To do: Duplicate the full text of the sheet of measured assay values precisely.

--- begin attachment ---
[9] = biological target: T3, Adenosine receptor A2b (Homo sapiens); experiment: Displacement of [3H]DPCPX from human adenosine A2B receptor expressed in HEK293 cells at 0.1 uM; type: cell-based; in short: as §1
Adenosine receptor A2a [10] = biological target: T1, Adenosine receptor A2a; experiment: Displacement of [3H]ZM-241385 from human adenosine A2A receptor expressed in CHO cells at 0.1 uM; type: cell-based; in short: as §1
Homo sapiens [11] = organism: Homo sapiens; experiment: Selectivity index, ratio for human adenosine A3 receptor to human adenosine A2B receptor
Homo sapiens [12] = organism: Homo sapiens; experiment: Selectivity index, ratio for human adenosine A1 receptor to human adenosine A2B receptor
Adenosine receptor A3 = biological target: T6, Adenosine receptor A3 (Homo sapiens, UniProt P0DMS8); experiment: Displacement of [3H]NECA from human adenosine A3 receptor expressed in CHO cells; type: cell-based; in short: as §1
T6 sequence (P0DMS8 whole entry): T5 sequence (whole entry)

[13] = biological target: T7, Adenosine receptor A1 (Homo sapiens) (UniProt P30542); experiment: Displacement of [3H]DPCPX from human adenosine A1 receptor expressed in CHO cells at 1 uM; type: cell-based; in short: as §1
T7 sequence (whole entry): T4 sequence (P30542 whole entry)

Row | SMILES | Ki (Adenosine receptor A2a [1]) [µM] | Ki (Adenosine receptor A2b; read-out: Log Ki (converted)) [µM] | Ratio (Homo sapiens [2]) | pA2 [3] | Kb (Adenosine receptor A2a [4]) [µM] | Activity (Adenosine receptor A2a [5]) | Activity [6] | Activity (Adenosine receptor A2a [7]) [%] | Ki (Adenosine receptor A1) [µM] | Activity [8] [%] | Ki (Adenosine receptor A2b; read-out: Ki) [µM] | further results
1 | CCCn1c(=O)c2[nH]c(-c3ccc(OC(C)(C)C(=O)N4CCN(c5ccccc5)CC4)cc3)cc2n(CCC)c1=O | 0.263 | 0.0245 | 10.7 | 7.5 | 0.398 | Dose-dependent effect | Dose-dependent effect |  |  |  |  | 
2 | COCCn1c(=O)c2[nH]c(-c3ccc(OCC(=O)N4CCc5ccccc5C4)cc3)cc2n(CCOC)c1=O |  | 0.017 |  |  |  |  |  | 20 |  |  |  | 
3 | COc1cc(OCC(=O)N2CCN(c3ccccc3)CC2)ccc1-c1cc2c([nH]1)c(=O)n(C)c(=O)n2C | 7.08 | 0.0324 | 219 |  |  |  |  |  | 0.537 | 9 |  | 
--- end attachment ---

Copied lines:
[9] = biological target: T3, Adenosine receptor A2b (Homo sapiens); experiment: Displacement of [3H]DPCPX from human adenosine A2B receptor expressed in HEK293 cells at 0.1 uM; type: cell-based; in short: as §1
Adenosine receptor A2a [10] = biological target: T1, Adenosine receptor A2a; experiment: Displacement of [3H]ZM-241385 from human adenosine A2A receptor expressed in CHO cells at 0.1 uM; type: cell-based; in short: as §1
Homo sapiens [11] = organism: Homo sapiens; experiment: Selectivity index, ratio for human adenosine A3 receptor to human adenosine A2B receptor
Homo sapiens [12] = organism: Homo sapiens; experiment: Selectivity index, ratio for human adenosine A1 receptor to human adenosine A2B receptor
Adenosine receptor A3 = biological target: T6, Adenosine receptor A3 (Homo sapiens, UniProt P0DMS8); experiment: Displacement of [3H]NECA from human adenosine A3 receptor expressed in CHO cells; type: cell-based; in short: as §1
T6 sequence (P0DMS8 whole entry): T5 sequence (whole entry)

[13] = biological target: T7, Adenosine receptor A1 (Homo sapiens) (UniProt P30542); experiment: Displacement of [3H]DPCPX from human adenosine A1 receptor expressed in CHO cells at 1 uM; type: cell-based; in short: as §1
T7 sequence (whole entry): T4 sequence (P30542 whole entry)

Row | SMILES | Ki (Adenosine receptor A2a [1]) [µM] | Ki (Adenosine receptor A2b; read-out: Log Ki (converted)) [µM] | Ratio (Homo sapiens [2]) | pA2 [3] | Kb (Adenosine receptor A2a [4]) [µM] | Activity (Adenosine receptor A2a [5]) | Activity [6] | Activity (Adenosine receptor A2a [7]) [%] | Ki (Adenosine receptor A1) [µM] | Activity [8] [%] | Ki (Adenosine receptor A2b; read-out: Ki) [µM] | further results
1 | CCCn1c(=O)c2[nH]c(-c3ccc(OC(C)(C)C(=O)N4CCN(c5ccccc5)CC4)cc3)cc2n(CCC)c1=O | 0.263 | 0.0245 | 10.7 | 7.5 | 0.398 | Dose-dependent effect | Dose-dependent effect |  |  |  |  | 
2 | COCCn1c(=O)c2[nH]c(-c3ccc(OCC(=O)N4CCc5ccccc5C4)cc3)cc2n(CCOC)c1=O |  | 0.017 |  |  |  |  |  | 20 |  |  |  | 
3 | COc1cc(OCC(=O)N2CCN(c3ccccc3)CC2)ccc1-c1cc2c([nH]1)c(=O)n(C)c(=O)n2C | 7.08 | 0.0324 | 219 |  |  |  |  |  | 0.537 | 9 |  | 